If President Trump does decide to invoke executive privilege, the obvious question will be why he doesn’t want Comey tell his story to the country. In a tweet on May 12, a few days after the firing, Trump suggested that he might have taped their conversations and could release the audio if Comey talked to the press.


Comey’s testimony is currently scheduled for Thursday, June 8.

Originally published on The Resurgent

Logical Thoughts About Climate Change

In the wake of President Trump’s long awaited decision to withdraw the United States from the Paris climate nontreaty (at least according to the Obama Administration), the liberal left has broken out into hysteria on the assumption that the slowdown in the rise of the sea levels that was brought about by the election of Barack Obama has been reversed by President Trump. Reports of the Earth’s demise due to the US exit from the “executive agreement” are likely to be greatly exaggerated.

The full text of the president’s speech seems to indicate that he is not opposed to a climate treaty in principle, but is chiefly opposed to the cost in American jobs and productivity through the agreement’s call for strict regulations on the United States, but more permissive approach to other countries.

In fact, Mr. Trump called upon climate activists to negotiate a new deal that he would be willing to sign and presumably submit to the Republican-controlled Senate for formal ratification. “I’m willing to immediately work with Democratic leaders to either negotiate our way back into Paris, under the terms that are fair to the United States and its workers, or to negotiate a new deal that protects our country and its taxpayers,” Trump said.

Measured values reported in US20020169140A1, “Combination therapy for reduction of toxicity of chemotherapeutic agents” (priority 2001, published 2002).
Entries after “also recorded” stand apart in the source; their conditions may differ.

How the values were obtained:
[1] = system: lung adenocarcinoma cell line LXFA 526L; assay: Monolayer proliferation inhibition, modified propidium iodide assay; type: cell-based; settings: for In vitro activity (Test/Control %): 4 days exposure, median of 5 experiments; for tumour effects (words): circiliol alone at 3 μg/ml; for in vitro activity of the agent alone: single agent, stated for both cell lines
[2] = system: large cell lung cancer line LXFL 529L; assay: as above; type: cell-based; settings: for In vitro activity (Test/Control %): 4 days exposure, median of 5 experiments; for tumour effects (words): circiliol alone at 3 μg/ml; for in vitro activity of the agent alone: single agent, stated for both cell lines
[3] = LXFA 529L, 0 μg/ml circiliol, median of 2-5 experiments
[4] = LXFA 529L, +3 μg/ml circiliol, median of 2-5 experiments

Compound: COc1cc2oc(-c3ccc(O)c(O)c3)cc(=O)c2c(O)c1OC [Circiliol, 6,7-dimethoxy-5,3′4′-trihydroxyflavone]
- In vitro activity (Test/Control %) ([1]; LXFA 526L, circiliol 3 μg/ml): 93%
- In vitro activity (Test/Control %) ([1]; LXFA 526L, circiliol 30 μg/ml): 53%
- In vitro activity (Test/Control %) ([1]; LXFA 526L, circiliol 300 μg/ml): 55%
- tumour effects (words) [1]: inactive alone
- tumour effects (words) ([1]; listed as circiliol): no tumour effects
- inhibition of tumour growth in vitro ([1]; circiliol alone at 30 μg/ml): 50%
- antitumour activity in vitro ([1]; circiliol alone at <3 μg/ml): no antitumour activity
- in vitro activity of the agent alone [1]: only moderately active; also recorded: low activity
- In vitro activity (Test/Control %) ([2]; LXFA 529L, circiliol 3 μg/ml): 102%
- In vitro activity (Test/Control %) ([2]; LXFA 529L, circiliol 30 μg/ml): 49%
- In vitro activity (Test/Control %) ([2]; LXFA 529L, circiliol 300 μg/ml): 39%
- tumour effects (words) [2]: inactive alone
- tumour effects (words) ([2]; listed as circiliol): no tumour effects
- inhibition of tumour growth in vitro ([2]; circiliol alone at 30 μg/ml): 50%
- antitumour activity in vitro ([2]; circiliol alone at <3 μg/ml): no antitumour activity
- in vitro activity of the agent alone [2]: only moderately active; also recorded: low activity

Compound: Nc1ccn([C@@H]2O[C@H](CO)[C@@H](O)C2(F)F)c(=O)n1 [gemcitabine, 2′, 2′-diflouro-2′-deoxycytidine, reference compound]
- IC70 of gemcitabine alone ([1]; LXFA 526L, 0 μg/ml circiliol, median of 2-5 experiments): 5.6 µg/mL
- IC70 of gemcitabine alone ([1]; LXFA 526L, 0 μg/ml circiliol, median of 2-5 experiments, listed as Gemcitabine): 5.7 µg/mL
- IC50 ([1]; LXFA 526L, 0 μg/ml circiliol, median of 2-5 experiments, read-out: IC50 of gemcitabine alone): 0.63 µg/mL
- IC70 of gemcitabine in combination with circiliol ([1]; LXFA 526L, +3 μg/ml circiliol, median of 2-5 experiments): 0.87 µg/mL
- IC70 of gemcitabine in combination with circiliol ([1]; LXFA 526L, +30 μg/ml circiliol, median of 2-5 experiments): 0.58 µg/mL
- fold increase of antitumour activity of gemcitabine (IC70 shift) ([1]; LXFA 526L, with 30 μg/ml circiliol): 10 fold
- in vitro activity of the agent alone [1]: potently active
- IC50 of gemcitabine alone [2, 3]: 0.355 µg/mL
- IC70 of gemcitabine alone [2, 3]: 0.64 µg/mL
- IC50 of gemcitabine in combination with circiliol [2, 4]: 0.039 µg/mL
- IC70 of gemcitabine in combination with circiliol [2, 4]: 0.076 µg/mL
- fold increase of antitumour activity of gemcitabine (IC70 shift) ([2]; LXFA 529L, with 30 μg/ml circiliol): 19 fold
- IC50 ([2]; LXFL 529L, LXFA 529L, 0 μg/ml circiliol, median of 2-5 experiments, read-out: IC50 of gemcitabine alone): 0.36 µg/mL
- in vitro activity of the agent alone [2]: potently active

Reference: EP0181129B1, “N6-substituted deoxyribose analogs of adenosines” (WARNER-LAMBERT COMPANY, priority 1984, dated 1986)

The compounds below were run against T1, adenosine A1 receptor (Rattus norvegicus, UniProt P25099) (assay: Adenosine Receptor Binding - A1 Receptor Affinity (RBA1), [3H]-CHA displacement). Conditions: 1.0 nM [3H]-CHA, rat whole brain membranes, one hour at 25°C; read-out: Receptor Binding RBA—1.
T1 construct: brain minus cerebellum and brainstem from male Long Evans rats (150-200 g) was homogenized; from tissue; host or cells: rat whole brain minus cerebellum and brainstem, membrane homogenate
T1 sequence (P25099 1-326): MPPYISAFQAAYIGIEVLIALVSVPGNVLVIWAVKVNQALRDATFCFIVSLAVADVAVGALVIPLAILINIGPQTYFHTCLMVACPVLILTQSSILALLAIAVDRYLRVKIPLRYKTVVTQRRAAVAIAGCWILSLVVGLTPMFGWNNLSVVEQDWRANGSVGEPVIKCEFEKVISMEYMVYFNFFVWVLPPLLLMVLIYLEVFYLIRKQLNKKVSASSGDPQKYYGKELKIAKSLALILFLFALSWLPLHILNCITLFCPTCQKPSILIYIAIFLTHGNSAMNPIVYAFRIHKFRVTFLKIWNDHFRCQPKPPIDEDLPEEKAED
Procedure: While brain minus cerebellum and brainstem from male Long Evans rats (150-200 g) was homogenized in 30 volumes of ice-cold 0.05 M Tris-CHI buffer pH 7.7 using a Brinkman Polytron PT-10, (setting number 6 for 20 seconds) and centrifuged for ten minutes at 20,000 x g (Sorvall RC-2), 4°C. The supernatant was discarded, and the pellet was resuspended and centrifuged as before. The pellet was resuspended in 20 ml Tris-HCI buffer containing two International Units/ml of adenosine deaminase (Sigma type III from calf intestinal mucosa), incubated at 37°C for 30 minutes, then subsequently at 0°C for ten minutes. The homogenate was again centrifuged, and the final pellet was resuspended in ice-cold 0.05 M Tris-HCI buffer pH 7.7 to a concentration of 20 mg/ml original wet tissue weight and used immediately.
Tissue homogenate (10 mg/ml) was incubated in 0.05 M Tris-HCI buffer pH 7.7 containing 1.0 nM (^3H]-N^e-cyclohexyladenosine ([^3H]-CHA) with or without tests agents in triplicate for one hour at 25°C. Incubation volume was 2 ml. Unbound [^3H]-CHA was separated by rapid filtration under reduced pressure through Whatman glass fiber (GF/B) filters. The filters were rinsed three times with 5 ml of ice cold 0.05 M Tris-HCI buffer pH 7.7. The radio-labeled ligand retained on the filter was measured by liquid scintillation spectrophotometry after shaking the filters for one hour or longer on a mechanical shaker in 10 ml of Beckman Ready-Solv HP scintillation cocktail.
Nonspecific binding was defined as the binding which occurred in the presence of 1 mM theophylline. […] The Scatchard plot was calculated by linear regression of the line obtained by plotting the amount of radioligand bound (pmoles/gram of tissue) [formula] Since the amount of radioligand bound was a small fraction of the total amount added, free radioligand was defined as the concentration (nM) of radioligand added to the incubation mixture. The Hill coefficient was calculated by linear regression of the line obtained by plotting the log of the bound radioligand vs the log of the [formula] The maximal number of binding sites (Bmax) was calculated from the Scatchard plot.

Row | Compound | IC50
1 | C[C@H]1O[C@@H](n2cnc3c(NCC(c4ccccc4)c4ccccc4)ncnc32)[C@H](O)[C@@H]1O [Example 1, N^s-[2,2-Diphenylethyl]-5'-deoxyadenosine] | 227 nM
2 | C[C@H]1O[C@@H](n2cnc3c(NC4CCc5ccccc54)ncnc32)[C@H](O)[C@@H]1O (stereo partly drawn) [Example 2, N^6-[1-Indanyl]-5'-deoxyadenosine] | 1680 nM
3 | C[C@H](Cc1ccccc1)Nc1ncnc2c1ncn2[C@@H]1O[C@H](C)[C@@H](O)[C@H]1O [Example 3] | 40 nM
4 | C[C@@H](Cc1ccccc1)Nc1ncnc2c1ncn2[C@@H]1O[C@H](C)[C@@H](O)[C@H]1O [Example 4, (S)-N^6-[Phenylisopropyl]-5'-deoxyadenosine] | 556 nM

If President Trump is truly skeptical of the danger of climate change, then it seems unlikely that any deal that he could negotiate would be fair to the United States and its taxpayers. If climate change is a hoax, as the president has been known to charge, then any deal would not be beneficial to the American workers that President Trump represents. As a service to the president, I would like to present a logical framework for determining whether a future deal would be fair to the United States… or is necessary at all.

Is climate change real? The first point to consider is whether climate change is actually happening. I will concede that it is. In fact, as the NASA website notes, “Earth's climate is always changing. There have been times when Earth's climate has been warmer than it is now. There have been times when it has been cooler. These times can last thousands or millions of years.”

Is the world climate actually warming? This is a more difficult question to answer. There is debate on whether warming is still occurring. In November 2016, Dr. David Whitehouse wrote on the Global Warming Policy Forum, “Satellite data indicates a large fall in the temperature of the lower Troposphere back to pre-El Nino levels. This decrease has reinstated the so-called ‘pause’ in lower atmosphere temperature.”